MORE THAN 100 million people use it to shut out online ads altogether, but the business brain behind Adblock Plus claims his ultimate aim is to have a meaningful effect on the internet marketing industry.
Till Faida heads German firm Eyeo, the software company that owns what has become many browsers’ go-to ad-blocker.
Founded in 2011, the company was formed when Faida met co-founder Wladimir Palant, one of the main developers for the technology underpinning Adblock Plus.
The pair decided to set up a company with the plan to tackle the online advertising industry and give internet users the power to control what ads they see, while hopefully turning a profit for themselves in the process.
Since its initial release in 2006, Adblock Plus has been downloaded nearly 1 billion times with around 100 million actively using the service at the moment – double what it was at the start of the year.
Many have assumed, given ad-blockers’ power to disrupt internet companies’ business models, that either the tech giants or policymakers would find a way to pull a plug on the service.
Google’s app store at one stage blocked the service – before backtracking on those plans – while China has banned ad-blocking tools altogether. Unsurprisingly, Faida doesn’t think Adblock Plus is going to disappear any time soon.
“Who would pull the plug?” he told Fora. “That’s the beauty of the web – it is a decentralised system, and users are in control. You have your browser and can configure it to display content how you would like to see it.
“This is really one of the core principles of the technology of the internet – the client is in control. That’s why I think ad-blocking isn’t going anywhere, but what we do want to solve is how does the web monetise.
“We don’t want to just block all ads and then suffer the consequences if publishers are suffering. So I think it is an interesting challenge to see how the entire web can be monetised in a sustainable and respectful way.”
Working with publishers
From this December, Faida’s company will ramp up its efforts to work with publishers, via the creation of an ‘acceptable ads exchange’, rather than working against them by simply blocking all internet ads.
“More and more companies are realising that there is a segment of users, especially the tech-savvy people, that simply cannot be reached by the same old blinking, banner ads. They are too sophisticated for that and they need to be addressed on their terms.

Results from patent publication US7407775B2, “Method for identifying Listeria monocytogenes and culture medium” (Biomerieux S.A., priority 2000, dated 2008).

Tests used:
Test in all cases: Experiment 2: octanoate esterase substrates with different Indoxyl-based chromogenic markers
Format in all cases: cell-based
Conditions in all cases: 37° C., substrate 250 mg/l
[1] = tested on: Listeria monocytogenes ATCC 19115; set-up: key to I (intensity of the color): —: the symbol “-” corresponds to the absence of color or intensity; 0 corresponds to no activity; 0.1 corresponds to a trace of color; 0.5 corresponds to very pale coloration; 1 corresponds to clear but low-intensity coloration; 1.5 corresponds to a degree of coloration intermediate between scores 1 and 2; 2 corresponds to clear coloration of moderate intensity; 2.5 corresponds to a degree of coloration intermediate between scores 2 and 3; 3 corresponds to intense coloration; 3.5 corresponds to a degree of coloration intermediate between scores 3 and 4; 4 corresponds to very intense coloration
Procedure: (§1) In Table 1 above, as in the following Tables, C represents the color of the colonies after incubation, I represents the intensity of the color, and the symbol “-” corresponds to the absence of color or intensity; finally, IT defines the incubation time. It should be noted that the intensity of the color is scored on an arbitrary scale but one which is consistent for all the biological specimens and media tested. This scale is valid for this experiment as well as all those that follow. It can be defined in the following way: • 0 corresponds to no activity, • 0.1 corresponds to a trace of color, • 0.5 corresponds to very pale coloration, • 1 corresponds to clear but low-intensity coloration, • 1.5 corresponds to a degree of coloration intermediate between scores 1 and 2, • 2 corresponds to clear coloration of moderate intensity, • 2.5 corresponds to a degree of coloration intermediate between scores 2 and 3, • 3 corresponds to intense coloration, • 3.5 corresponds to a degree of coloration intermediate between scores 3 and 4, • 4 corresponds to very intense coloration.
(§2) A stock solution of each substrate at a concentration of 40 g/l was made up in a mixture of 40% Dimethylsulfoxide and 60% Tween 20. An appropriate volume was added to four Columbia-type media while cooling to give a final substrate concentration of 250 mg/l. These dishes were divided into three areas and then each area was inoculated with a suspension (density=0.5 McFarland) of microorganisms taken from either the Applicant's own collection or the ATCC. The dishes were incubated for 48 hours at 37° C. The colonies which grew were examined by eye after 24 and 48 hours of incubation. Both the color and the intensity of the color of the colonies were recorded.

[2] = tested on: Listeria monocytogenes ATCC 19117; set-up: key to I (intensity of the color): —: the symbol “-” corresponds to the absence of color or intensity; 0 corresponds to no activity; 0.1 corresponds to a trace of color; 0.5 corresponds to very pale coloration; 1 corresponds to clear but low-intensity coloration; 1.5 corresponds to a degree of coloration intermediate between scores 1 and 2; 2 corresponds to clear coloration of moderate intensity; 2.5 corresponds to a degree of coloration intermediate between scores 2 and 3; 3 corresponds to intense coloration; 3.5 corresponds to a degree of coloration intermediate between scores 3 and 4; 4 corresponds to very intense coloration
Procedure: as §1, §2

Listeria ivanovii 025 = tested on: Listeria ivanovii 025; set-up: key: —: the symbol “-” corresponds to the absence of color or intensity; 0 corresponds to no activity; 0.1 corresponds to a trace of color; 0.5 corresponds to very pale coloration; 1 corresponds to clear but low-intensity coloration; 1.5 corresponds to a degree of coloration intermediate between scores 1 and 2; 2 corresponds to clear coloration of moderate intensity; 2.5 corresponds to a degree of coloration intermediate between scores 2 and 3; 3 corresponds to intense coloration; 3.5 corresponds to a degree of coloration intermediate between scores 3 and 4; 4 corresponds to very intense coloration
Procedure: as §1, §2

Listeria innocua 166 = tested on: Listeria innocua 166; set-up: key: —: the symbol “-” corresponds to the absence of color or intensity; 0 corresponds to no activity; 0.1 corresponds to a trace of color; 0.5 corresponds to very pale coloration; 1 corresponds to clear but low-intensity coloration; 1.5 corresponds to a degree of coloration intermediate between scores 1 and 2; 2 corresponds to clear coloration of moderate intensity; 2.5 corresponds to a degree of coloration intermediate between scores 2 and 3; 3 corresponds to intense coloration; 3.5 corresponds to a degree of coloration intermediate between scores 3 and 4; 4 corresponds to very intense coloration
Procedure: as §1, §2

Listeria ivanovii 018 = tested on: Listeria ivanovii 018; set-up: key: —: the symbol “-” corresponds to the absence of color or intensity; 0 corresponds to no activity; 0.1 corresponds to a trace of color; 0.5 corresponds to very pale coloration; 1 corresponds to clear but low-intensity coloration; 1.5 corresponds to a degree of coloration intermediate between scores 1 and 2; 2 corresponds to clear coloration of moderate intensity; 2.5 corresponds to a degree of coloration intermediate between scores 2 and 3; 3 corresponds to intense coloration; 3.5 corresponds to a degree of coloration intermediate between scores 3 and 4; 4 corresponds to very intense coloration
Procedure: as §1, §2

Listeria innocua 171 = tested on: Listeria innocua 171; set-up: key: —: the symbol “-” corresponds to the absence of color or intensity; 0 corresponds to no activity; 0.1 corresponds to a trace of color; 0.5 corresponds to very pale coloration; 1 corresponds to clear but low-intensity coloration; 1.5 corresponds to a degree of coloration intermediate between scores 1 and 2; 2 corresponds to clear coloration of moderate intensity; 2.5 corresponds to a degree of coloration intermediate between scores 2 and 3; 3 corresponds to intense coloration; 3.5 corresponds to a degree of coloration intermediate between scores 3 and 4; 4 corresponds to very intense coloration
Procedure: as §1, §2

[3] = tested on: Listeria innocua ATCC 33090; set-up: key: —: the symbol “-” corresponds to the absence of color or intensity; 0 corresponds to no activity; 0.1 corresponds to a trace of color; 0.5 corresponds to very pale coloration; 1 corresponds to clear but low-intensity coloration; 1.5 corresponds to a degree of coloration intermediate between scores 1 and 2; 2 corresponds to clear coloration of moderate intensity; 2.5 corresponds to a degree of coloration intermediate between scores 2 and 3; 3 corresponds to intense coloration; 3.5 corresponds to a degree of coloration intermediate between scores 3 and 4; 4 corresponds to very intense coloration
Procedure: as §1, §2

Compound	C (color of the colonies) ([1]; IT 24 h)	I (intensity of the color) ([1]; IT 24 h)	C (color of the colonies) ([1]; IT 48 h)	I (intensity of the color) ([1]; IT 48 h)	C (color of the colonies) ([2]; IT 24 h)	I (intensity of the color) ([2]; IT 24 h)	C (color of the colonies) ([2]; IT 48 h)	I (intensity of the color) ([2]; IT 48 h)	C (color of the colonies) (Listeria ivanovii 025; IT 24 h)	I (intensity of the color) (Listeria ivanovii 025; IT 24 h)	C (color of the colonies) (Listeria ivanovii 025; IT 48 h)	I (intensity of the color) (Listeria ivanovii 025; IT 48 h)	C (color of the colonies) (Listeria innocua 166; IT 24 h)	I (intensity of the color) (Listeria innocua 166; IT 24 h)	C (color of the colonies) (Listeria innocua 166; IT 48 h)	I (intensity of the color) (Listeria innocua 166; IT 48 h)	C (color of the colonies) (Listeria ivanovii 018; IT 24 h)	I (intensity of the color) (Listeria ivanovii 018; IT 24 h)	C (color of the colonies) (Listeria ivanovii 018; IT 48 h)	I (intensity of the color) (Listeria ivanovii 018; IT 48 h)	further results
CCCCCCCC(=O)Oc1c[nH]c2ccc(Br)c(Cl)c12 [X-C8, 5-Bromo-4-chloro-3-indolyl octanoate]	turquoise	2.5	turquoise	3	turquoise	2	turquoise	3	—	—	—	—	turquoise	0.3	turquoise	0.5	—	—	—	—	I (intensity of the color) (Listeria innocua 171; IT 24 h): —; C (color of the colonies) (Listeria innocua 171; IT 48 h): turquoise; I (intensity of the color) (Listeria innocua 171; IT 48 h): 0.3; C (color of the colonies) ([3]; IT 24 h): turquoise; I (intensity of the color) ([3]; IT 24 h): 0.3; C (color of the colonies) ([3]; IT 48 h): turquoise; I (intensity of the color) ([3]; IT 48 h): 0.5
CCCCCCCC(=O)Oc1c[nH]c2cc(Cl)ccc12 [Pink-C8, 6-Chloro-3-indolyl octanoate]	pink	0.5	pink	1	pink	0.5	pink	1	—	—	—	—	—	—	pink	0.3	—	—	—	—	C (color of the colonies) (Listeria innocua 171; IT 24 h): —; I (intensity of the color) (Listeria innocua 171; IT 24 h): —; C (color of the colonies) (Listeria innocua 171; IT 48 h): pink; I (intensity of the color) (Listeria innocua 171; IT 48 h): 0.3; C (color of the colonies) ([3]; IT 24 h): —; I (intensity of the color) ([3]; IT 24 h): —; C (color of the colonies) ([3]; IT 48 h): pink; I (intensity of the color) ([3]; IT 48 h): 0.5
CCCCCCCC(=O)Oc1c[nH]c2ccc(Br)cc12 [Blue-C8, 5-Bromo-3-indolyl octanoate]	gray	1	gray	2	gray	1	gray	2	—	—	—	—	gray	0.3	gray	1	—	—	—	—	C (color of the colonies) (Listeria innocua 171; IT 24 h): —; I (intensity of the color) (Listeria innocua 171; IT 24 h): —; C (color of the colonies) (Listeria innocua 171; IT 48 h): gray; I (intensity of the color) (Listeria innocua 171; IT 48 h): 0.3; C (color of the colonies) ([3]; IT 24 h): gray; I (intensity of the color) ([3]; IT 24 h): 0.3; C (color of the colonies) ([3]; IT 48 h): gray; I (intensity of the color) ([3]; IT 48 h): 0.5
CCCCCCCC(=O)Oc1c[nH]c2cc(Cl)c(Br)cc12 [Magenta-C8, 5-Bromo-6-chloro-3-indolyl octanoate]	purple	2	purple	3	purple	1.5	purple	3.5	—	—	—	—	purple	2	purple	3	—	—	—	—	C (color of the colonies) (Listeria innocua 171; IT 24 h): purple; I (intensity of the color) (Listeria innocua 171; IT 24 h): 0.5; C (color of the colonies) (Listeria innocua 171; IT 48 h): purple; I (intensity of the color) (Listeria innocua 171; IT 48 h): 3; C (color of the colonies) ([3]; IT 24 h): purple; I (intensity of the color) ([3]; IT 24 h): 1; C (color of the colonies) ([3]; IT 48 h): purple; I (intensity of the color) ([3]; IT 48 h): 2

“We have to make sure that publishers generate meaningful revenue with those kind of ads, but at the same time we have to make sure users are on board with the ads they are seeing. If we take it too far and lose the support of the users, this compromise is failing.”
The exchange will allow publishers to sell ‘white-listed spots’ on their websites that meet the criteria for acceptable ads, such as not occupying a significant share of screen space or obscuring page-reading flow for users.
Adblock Plus will set the rules and, more controversially, take a 30% cut of publishers’ advertising income. This has been likened by some critics to blackmailing companies into paying the ad-blocking service.
The company will also be pulling together a committee to govern what is classed as an acceptable ad, with the group to be made up of advertisers, publishers, journalists and academics.
Earlier this year, Adblock Plus also announced plans to team up with micro-donation provider Flattr to develop a tool that will allow users to pay publishers for content they read and in return not be pestered by ads.
Faida said the company will be launching the beta version of this service shortly and the target is to distribute $500 million to publishers after one year.
“What we are building is a product that allows users that don’t want to see any ads to pay a monthly fee and, based on their engagement and the sites they visit, money will be automatically distributed to the websites.”
Nevertheless, not all internet businesses are likely to play ball – and Faida’s team have already baited a heavyweight opponent in Facebook.
The social media giant recently found a way to, effectively, block the ad-blockers, which led the company’s financial chief to partially credit the change with delivering a bumper period of advertising revenue.
Nevertheless, Faida maintains that the effort is a “huge waste of time” which is ultimately doomed to failure.
“I am very happy that Adblock Plus is part of this open-source movement, because all the ad-blockers … rely on filter lists that define what elements of ads should be blocked.
“Facebook thinks it is a smart idea to engage in a cat-and-mouse game with those people. We would rather focus on a more sustainable solution – and I think that is not based on forcing ads on users that they clearly don’t want to see.”